Mainenews reporter

Police Taser drones authorized in N.D.

Police Taser drones authorized in N.D.

Criminals in North Dakota may soon find themselves zapped by Tasers from on high. That’s one of the possibilities presented by the state’s House Bill 1328, which allows police departments to equip drones with non-lethal weapons such as Tasers, tear gas and rubber bullets. Controversy already is swirling around the new law, which went into effect Aug. 1.

635763723399470693-dronexThe original piece of legislation, as presented by state Rep. Rick Becker, was aimed at making sure police obtained a search warrant to use a drone to seek out criminal evidence. But when Bruce Burkett, a lobbyist with ties to area police, was allowed to amend the bill, it was rewritten to specify that drones could carry anything except weapons capable of lethal force. Although Tasers are meant just to stun suspects with jolts of electricity, hundreds have died in the past decade as a result of the weapon. More recently, there’s been increased public concern about the militarization of police departments.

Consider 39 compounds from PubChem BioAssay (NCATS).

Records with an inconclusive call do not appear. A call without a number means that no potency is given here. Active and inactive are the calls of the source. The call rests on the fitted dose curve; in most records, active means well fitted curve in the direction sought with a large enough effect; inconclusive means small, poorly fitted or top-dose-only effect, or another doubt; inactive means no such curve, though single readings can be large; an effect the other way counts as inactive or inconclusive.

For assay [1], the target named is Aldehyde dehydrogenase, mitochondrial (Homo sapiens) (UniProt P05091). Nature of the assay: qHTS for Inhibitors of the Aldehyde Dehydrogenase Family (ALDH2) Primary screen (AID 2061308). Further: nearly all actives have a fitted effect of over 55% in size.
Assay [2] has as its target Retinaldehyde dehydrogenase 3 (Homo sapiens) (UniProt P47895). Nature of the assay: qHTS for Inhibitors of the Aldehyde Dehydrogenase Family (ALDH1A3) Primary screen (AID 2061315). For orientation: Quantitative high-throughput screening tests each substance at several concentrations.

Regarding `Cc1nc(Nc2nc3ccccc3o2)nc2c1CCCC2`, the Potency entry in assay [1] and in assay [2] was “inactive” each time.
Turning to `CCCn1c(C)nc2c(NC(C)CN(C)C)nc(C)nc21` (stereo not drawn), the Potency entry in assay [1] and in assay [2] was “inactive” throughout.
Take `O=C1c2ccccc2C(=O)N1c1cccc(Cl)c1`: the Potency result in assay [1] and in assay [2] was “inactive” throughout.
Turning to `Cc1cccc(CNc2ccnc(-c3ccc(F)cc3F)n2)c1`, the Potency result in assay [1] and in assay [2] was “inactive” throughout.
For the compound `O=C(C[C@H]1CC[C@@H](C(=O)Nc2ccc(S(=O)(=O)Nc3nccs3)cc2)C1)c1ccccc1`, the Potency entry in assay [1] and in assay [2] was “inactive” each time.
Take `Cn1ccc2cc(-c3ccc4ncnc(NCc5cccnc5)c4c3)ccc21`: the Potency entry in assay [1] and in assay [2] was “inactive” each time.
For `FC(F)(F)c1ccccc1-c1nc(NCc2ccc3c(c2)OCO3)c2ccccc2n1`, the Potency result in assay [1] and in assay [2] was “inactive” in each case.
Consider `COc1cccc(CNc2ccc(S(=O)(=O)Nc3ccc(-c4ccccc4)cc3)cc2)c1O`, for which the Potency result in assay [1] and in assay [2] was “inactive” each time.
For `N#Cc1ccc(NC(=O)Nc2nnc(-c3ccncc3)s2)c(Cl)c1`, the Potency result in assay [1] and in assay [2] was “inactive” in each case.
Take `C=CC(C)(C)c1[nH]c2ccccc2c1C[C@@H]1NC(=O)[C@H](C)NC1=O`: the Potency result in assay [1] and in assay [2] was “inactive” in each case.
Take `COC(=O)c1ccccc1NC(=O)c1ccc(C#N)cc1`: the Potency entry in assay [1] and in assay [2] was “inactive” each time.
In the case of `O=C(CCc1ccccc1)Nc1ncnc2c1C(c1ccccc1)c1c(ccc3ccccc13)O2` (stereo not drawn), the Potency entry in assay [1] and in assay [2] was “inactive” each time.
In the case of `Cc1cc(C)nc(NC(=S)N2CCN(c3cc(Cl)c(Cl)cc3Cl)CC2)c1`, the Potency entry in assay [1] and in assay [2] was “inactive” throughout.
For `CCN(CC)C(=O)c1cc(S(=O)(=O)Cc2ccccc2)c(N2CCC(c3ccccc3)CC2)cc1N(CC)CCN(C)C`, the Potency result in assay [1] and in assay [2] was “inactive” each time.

Regardless of what state police may want to do as a result of the new legislation, the high cost of sophisticated drone technology may keep weaponized police drones grounded in the short term. The Daily Beast reported that the Grand Forks County Sheriff Department currently has two drones, both of which are on loan from California manufacturers. At present, they are equipped only with cameras.

Drones have quickly moved from hobbyist toys to commercial mainstays, used for everything from tracking animal populations to tending crops. Laws have yet to keep pace, with the Federal Aviation Administration proposing a series of rules and regulations that have yet to be adopted.

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